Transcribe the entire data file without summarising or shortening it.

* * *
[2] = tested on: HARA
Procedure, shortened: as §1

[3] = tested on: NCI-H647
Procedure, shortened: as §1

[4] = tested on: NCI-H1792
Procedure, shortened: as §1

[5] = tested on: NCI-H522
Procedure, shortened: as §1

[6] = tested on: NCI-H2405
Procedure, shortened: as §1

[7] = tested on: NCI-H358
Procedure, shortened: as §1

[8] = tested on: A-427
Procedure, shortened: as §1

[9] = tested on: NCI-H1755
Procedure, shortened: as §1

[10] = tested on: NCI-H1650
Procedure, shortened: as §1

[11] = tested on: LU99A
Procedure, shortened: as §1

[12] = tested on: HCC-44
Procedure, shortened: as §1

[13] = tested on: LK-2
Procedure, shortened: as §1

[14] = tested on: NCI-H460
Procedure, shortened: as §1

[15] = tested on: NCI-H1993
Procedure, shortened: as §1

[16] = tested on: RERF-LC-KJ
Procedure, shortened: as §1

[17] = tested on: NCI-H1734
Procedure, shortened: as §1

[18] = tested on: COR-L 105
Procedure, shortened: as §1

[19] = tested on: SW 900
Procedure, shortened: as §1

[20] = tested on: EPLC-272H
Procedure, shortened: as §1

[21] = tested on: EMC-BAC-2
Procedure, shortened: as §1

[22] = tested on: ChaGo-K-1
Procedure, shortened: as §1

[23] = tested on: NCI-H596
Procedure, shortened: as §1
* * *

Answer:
[2] = tested on: HARA
Procedure, shortened: as §1

[3] = tested on: NCI-H647
Procedure, shortened: as §1

[4] = tested on: NCI-H1792
Procedure, shortened: as §1

[5] = tested on: NCI-H522
Procedure, shortened: as §1

[6] = tested on: NCI-H2405
Procedure, shortened: as §1

[7] = tested on: NCI-H358
Procedure, shortened: as §1

[8] = tested on: A-427
Procedure, shortened: as §1

[9] = tested on: NCI-H1755
Procedure, shortened: as §1

[10] = tested on: NCI-H1650
Procedure, shortened: as §1

[11] = tested on: LU99A
Procedure, shortened: as §1

[12] = tested on: HCC-44
Procedure, shortened: as §1

[13] = tested on: LK-2
Procedure, shortened: as §1

[14] = tested on: NCI-H460
Procedure, shortened: as §1

[15] = tested on: NCI-H1993
Procedure, shortened: as §1

[16] = tested on: RERF-LC-KJ
Procedure, shortened: as §1

[17] = tested on: NCI-H1734
Procedure, shortened: as §1

[18] = tested on: COR-L 105
Procedure, shortened: as §1

[19] = tested on: SW 900
Procedure, shortened: as §1

[20] = tested on: EPLC-272H
Procedure, shortened: as §1

[21] = tested on: EMC-BAC-2
Procedure, shortened: as §1

[22] = tested on: ChaGo-K-1
Procedure, shortened: as §1

[23] = tested on: NCI-H596
Procedure, shortened: as §1